During the late seventeenth century and early eighteenth century, Europe forged a new definition of its imperial role in the world. Europeans characterized their colonial expansion as a desire to experience people of different nations, creeds and colors with pleasure, curiosity, and interest, celebrated by a sense of “cosmopolitanism.” In theatre, this new ideology gave rise to a widespread interest in the representations of non-Western people. In the meantime, theatre perpetuated stereotypes of non-Western culture. In this cluster, we will investigate cross-cultural encounters on stage motivated by the idea of cosmopolitanism , exemplified by the imaginary depiction of China in London theatre, with a critical eye to the ways that these representations reinforce the difference between colonial Europe and colonized regions beyond.

Theatre and Cosmopolitanism

Cluster 7: Melodrama and Race

Romanticism, the artistic movement that swept the nineteenth century, elevated human emotion to a new height. Melodramatic theatre offered novel excitement for the audience with spectacles of fires and floods. However, the singular focus on emotional purgation renders invisible the political and racial tension revealed in melodramatic plays. In this cluster, we will examine two melodramatic plays documenting contentious racial issues that might not be evident to the nineteenth-century audience. In the process, we will consider the tension between dramatic form and content and how the materiality of performance complicates the implications of racial representations.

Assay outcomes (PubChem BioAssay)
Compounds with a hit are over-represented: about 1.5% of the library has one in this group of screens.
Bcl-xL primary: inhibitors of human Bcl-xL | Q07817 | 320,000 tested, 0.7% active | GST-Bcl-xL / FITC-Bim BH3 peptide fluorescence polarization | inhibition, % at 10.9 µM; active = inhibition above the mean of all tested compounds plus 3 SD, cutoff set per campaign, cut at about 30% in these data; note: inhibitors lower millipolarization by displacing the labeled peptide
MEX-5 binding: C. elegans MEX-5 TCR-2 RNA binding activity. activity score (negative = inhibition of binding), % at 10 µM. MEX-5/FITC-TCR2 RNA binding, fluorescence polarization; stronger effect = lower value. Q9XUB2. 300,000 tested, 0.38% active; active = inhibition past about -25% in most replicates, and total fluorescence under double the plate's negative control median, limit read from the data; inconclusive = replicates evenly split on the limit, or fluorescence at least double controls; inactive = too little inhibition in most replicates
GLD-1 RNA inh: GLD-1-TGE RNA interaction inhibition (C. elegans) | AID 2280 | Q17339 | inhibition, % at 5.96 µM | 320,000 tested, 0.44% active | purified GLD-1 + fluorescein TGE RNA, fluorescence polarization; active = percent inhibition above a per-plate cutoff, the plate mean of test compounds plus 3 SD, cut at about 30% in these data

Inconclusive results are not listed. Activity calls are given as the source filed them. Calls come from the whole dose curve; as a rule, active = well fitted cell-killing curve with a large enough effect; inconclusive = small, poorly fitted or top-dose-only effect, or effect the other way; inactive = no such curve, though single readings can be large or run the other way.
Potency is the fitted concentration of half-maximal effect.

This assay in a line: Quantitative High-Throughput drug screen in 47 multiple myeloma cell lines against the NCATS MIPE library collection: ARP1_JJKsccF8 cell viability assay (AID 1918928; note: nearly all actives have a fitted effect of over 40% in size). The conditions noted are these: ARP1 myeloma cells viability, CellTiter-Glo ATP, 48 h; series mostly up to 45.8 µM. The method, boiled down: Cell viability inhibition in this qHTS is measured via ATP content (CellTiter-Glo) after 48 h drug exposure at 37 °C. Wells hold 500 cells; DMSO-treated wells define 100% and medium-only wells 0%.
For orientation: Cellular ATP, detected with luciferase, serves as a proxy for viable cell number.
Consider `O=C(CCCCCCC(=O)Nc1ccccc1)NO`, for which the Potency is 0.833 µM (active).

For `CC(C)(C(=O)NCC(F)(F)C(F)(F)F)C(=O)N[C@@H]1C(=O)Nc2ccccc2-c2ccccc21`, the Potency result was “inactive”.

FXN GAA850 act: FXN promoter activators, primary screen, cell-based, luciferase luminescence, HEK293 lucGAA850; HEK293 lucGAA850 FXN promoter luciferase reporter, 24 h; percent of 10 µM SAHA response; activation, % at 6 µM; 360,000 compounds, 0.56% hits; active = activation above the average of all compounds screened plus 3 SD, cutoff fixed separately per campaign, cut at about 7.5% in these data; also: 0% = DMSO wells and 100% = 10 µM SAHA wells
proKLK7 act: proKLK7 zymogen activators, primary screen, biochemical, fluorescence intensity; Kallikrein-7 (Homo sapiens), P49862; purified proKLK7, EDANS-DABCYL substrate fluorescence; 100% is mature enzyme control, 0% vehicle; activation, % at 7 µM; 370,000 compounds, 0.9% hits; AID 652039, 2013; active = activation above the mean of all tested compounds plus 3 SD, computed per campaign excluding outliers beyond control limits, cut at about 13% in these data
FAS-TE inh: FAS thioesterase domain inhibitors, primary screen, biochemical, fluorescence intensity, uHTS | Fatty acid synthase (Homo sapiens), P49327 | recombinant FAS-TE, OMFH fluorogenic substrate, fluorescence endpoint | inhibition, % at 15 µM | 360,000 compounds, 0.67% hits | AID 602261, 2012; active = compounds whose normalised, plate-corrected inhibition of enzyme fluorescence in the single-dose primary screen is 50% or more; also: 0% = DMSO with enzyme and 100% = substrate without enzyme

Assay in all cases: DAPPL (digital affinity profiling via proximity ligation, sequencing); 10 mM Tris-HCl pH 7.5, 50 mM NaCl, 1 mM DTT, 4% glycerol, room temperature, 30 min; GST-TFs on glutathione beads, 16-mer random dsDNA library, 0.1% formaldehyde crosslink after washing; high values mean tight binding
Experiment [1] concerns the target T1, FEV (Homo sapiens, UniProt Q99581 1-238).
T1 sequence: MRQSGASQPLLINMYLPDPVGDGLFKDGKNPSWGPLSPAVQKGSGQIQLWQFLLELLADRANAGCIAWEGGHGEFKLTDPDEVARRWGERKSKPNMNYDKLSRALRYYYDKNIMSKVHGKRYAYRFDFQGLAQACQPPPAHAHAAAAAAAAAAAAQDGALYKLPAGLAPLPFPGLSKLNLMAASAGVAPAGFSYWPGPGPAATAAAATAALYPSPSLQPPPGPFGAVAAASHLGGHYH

Melodrama and Race

Cluster 8: The Crisis of the Self

The social, political, and cultural turmoil in late nineteenth century bred a new existential anxiety over the self. The growing power that social institutions possess over individual life put human agency into question. Meanwhile, the industrial revolution changed the relation between individual and the environment as well as human subject and the machine. The realization of the impossibility to know the self as well as the world–due to the complexity of human psychology and the limit of human perception–overshadowed the theatre at the end of the century. In this cluster, we will contend with the dawning of the crisis of humanity through two plays and revisit the change in social structure, technology, and values that shaped the modern world.

The Crisis of the Self